The title of Nanette Burstein's documentary American Teen sounds like an absurd generalization, more so when the movie itself turns out to be about high-school students in small-town Indiana, which could never be called a diverse cross-section of the country's youth. Things get even broader when Burstein introduces her four main subjects, who are instantly broken down into Breakfast Club types: The Popular Girl, The Jock, The Nerd, The Rebel. As such, the film will inevitably be misunderstood as a sweeping statement on teenage life, when Burstein really means to explore the relationship between these labels and the complicated individuals who fall under them. Though it's compelling enough as soap opera, American Teen digs deeply into why kids grudgingly accept the roles they've been given and the brutal consequences that come with straying outside the lines.
Though a few supporting players slip in and out of the storylines, Burstein primarily follows four seniors at various spots in the caste system. The piranha at the top of the food chain is Megan, a popular girl who relishes her queen-bee cruelty at times, but is haunted at others over college pressure and a family tragedy. Basketball star Colin deals with the heavy expectations of leading the team and standing out to recruiters, two goals that put him at cross-purposes. Socially awkward band geek Jake gets the brush-off from most of his classmates, but that doesn't stop the intrepid romantic from pursuing girls. Then there's the loveable, free-spirited Hannah, who longs to live in San Francisco and go to film school, but is meanwhile stuck in a conservative place where she doesn't fit in.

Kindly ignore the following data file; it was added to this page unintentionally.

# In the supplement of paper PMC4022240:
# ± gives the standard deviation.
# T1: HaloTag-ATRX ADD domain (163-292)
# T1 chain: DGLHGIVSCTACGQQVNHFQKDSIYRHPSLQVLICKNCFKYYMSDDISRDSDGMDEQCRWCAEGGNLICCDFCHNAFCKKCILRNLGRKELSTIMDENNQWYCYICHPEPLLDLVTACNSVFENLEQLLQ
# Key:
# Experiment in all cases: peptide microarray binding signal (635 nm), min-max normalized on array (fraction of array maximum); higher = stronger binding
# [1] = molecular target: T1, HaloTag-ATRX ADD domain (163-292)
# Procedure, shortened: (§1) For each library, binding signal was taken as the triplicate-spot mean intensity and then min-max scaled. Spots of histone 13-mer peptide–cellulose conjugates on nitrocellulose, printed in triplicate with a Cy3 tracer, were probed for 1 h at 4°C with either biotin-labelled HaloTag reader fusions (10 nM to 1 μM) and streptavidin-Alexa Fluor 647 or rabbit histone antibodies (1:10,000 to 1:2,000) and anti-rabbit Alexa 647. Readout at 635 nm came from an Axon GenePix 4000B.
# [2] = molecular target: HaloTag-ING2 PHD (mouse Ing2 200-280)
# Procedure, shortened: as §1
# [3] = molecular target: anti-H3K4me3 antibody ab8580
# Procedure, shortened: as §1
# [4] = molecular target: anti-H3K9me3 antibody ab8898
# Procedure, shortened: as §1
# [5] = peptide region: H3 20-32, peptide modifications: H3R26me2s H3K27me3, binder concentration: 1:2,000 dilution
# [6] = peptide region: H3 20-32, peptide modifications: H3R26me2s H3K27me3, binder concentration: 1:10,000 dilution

Time and again throughout American Teen, the subjects try to take chances and explore the world outside their assigned stations, only to be knocked back for it. When a popular guy named Mitch takes a liking to Hannah, he gets nudged and teased for it, and winds up retreating cravenly to his clique in spite of the evident pleasure he takes in her company. As American Teen plumbs further into these kids' lives, it serves as a bracing reminder of how hard those years can be, and how intensely 17-year-olds can succumb to love and rejection. In form, it's admittedly slick and packaged, with a commercial feel that owes as much to reality television as it does to Frederick Wiseman. But in content, it's easy for anyone who survived (or is surviving) high school to feel twinges of identification.